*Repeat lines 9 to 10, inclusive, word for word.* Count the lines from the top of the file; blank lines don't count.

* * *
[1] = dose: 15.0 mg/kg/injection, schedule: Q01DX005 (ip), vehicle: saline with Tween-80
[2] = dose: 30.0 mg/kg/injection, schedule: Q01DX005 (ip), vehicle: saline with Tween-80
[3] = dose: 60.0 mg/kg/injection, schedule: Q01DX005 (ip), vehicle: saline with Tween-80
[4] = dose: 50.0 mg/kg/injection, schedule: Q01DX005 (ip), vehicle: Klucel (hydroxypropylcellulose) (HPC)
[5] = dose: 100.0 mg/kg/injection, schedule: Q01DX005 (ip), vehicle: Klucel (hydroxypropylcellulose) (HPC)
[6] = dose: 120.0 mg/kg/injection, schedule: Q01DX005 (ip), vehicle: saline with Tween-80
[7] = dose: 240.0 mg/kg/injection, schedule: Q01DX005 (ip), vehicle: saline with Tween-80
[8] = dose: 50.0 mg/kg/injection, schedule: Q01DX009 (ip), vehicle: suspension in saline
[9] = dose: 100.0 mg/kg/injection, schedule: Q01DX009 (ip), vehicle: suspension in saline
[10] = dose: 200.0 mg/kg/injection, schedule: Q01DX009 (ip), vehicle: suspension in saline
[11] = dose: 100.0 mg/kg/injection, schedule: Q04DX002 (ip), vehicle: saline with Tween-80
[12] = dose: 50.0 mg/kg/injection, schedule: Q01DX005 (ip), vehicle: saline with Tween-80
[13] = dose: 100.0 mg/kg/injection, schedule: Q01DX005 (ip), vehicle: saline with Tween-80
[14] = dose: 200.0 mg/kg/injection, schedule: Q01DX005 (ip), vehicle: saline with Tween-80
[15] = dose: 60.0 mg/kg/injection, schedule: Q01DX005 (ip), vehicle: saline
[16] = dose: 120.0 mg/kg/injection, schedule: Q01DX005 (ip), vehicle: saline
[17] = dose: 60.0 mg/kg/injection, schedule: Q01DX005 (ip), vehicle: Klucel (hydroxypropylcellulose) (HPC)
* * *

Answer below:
[9] = dose: 100.0 mg/kg/injection, schedule: Q01DX009 (ip), vehicle: suspension in saline
[10] = dose: 200.0 mg/kg/injection, schedule: Q01DX009 (ip), vehicle: suspension in saline